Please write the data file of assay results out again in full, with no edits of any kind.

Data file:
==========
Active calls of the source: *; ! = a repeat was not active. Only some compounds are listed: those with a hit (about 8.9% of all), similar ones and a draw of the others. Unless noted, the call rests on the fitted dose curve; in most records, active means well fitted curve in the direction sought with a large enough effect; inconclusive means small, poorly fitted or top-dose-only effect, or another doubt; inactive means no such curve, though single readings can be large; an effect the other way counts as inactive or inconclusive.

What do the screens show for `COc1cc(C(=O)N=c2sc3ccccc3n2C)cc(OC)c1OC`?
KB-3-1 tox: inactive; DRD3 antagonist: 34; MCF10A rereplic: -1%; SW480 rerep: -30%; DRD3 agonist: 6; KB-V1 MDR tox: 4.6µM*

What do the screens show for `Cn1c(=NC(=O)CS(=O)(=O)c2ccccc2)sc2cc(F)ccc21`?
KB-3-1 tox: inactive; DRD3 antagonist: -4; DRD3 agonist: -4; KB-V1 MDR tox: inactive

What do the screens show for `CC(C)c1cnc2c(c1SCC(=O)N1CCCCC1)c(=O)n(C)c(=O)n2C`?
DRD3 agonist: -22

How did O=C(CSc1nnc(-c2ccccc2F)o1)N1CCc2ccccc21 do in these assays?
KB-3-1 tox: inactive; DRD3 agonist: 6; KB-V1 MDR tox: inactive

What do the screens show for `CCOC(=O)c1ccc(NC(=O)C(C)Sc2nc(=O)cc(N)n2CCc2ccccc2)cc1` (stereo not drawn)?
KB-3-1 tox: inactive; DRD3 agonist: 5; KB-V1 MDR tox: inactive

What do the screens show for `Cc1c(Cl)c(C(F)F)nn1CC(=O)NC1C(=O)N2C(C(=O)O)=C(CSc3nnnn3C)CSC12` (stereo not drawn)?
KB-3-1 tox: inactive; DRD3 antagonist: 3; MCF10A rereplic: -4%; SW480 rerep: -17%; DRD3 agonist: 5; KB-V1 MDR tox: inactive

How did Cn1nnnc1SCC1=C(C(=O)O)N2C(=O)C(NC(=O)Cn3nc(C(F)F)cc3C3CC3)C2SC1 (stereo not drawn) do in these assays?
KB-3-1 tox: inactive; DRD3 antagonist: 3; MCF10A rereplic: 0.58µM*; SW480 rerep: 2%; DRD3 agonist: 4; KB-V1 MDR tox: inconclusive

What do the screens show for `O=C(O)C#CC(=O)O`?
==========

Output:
Active calls of the source: *; ! = a repeat was not active. Only some compounds are listed: those with a hit (about 8.9% of all), similar ones and a draw of the others. Unless noted, the call rests on the fitted dose curve; in most records, active means well fitted curve in the direction sought with a large enough effect; inconclusive means small, poorly fitted or top-dose-only effect, or another doubt; inactive means no such curve, though single readings can be large; an effect the other way counts as inactive or inconclusive.

What do the screens show for `COc1cc(C(=O)N=c2sc3ccccc3n2C)cc(OC)c1OC`?
KB-3-1 tox: inactive; DRD3 antagonist: 34; MCF10A rereplic: -1%; SW480 rerep: -30%; DRD3 agonist: 6; KB-V1 MDR tox: 4.6µM*

What do the screens show for `Cn1c(=NC(=O)CS(=O)(=O)c2ccccc2)sc2cc(F)ccc21`?
KB-3-1 tox: inactive; DRD3 antagonist: -4; DRD3 agonist: -4; KB-V1 MDR tox: inactive

What do the screens show for `CC(C)c1cnc2c(c1SCC(=O)N1CCCCC1)c(=O)n(C)c(=O)n2C`?
DRD3 agonist: -22

How did O=C(CSc1nnc(-c2ccccc2F)o1)N1CCc2ccccc21 do in these assays?
KB-3-1 tox: inactive; DRD3 agonist: 6; KB-V1 MDR tox: inactive

What do the screens show for `CCOC(=O)c1ccc(NC(=O)C(C)Sc2nc(=O)cc(N)n2CCc2ccccc2)cc1` (stereo not drawn)?
KB-3-1 tox: inactive; DRD3 agonist: 5; KB-V1 MDR tox: inactive

What do the screens show for `Cc1c(Cl)c(C(F)F)nn1CC(=O)NC1C(=O)N2C(C(=O)O)=C(CSc3nnnn3C)CSC12` (stereo not drawn)?
KB-3-1 tox: inactive; DRD3 antagonist: 3; MCF10A rereplic: -4%; SW480 rerep: -17%; DRD3 agonist: 5; KB-V1 MDR tox: inactive

How did Cn1nnnc1SCC1=C(C(=O)O)N2C(=O)C(NC(=O)Cn3nc(C(F)F)cc3C3CC3)C2SC1 (stereo not drawn) do in these assays?
KB-3-1 tox: inactive; DRD3 antagonist: 3; MCF10A rereplic: 0.58µM*; SW480 rerep: 2%; DRD3 agonist: 4; KB-V1 MDR tox: inconclusive

What do the screens show for `O=C(O)C#CC(=O)O`?